Trust P&L

Each development contributes to the enterprise’s trust capital through a positive trust bottom line

Trust is the key to a solid digital reputation. It is painstakingly built yet easily destroyed due to a lack of cybersecurity or the careless use of personal data. And with regulation only increasing in intensity, it’s obvious that trust needs to be cherished, just like any other key asset on the corporate balance sheet. This calls for a full understanding of the latest in data privacy and security technologies and a Privacy-by-Design mindset. It brings a new responsibility during solution creation: to be the accountant of the enterprise’s trust balance not only by protecting it, but also by positively adding to it through each and every new development.


  • The digital world is a world of relations. Relations are built on trust; therefore, trust is a necessary ingredient for success in a digital enterprise.
  • Without trust, there is no true connection between enterprise and customers, no distribution of intelligence or roles between B2B partners, no shared data lake, no customer data to learn from.
  • Trust is built at human speed and destroyed at internet speed.
  • Fraud and hacking are obvious trust killers but barrages of invasive advertising, the constant stabbing of the private sphere, and the rain of invasive offers – not to mention (AI-generated) fake news and data – are effective passion killers, too.


  • The digital enterprise has to introduce trust accounting, where trust is measured, assessed, and counted. Every digital initiative or investment has to yield a trust increment or at least avoid trust loss.
  • With trust accounting comes trust accountability. Designers, developers, and cybersecurity experts need to become the guardians of trust and design thinking is needed to address how to cultivate trust between clients, customers, employees, and partners.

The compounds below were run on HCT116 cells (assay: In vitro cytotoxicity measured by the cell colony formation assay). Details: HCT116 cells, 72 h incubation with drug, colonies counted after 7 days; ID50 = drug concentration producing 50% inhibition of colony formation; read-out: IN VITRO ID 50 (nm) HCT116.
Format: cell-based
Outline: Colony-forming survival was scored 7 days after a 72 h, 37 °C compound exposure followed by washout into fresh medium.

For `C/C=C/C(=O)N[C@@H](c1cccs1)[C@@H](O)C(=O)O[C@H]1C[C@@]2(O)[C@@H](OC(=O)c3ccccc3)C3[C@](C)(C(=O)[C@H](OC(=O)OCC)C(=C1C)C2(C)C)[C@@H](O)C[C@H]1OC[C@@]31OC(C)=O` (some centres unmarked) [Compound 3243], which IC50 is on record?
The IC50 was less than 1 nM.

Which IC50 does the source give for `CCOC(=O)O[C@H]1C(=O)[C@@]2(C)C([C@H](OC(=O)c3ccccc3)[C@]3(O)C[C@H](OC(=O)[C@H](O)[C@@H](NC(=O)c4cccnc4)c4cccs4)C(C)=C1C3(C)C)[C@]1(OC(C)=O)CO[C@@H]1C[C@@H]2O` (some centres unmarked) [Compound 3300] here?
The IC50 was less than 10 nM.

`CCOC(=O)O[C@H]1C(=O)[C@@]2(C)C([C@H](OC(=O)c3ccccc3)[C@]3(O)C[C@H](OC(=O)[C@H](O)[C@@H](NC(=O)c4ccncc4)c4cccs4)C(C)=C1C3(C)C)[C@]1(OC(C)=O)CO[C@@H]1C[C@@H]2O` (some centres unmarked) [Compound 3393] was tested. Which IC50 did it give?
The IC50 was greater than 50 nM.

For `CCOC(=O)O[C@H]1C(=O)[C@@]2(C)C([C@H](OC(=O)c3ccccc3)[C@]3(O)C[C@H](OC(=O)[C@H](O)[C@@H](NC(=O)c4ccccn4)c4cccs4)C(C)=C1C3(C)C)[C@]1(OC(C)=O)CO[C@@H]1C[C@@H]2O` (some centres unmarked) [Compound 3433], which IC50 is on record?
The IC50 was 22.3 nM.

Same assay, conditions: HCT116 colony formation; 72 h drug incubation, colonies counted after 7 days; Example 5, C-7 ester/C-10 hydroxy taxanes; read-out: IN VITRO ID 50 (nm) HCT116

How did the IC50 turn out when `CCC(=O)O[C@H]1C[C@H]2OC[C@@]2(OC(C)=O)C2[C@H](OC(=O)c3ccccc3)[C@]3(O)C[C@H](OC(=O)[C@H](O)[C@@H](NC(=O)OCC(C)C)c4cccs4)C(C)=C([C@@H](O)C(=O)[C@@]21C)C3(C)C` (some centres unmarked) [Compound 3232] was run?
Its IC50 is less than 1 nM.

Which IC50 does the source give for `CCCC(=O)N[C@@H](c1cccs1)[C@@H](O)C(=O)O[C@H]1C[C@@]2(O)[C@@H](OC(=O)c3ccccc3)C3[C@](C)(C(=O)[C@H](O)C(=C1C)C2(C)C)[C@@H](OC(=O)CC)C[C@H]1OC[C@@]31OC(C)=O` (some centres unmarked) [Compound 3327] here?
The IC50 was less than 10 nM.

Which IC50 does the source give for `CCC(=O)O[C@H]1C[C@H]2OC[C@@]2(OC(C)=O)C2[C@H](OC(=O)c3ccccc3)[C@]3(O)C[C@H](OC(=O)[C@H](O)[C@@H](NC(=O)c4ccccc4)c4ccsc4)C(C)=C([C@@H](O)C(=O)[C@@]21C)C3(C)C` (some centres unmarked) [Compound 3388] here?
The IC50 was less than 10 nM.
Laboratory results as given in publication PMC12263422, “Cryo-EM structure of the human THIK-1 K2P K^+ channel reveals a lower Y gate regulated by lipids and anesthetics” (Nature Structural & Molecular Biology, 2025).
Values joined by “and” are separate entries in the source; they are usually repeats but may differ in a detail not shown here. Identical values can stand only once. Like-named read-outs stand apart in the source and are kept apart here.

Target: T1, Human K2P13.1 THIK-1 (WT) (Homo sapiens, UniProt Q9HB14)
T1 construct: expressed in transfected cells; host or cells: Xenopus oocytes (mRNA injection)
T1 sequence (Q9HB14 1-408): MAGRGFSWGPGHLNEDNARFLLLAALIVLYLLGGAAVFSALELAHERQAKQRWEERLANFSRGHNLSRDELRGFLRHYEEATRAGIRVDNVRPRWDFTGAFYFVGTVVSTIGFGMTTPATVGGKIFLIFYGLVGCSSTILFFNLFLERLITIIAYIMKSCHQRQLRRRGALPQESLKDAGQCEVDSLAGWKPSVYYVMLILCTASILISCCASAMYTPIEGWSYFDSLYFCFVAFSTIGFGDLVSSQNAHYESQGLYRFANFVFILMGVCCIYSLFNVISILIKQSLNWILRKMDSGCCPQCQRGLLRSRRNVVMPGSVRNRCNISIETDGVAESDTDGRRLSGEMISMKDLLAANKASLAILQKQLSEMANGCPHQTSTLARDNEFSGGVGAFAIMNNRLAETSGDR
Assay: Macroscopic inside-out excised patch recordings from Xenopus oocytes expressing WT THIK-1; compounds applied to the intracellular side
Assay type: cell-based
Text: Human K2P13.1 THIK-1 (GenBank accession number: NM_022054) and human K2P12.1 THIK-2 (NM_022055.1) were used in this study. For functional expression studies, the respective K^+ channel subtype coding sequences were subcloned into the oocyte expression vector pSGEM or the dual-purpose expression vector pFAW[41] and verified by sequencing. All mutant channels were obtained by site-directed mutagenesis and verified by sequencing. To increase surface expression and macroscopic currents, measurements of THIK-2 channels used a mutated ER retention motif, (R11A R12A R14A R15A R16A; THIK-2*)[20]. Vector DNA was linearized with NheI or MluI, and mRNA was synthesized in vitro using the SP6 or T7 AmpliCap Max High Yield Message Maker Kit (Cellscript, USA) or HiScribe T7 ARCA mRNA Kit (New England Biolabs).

• The new generation of AI solutions (notably in the areas of neural networks and reinforcement learning) are often highly accurate in their analysis, predictions or prescriptions – but as the result of a fully opaque reasoning. It requires an extra effort – against all odds – to explain what’s inside the intelligent black box, in order to raise the trust of humans in AI.


Designing for trust needs to be transparent, bidirectional, offensive, and defensive:

  • Transparent: cybersecurity has to be seen or perceived. The private sphere must be unambiguously recognized, sensitivity to data protection must be patent, and the use of personal information circumscribed.
  • Bidirectional: trust is a two-way street. Trust others so that they trust you.
  • Offensive: seek trust gain by replacing the weak links in the trust chain by a blockchain; and build AI in to autonomously detect and deal with anomalies, potential fraud and compliance breaches in real time.
  • Defensive: avoid trust loss through precautionary measures and cybersecurity.


  • The more the digital enterprise becomes relatable, intelligent, and trusted, the more it gains power.
  • If trust is the currency of the digital world, power is its rule: it can be gained at network speed and dominates globally but runs the risk of vanishing at the blink of a distrustful eye.
  • Using the trust dimension to leverage power intelligently might be the best survival kit in this digital world – or is it a digital jungle after all?
  • With AI rapidly becoming the main engine to boost corporate IQ, new factors – also ethical ones – will weigh in the trust balance of the enterprise.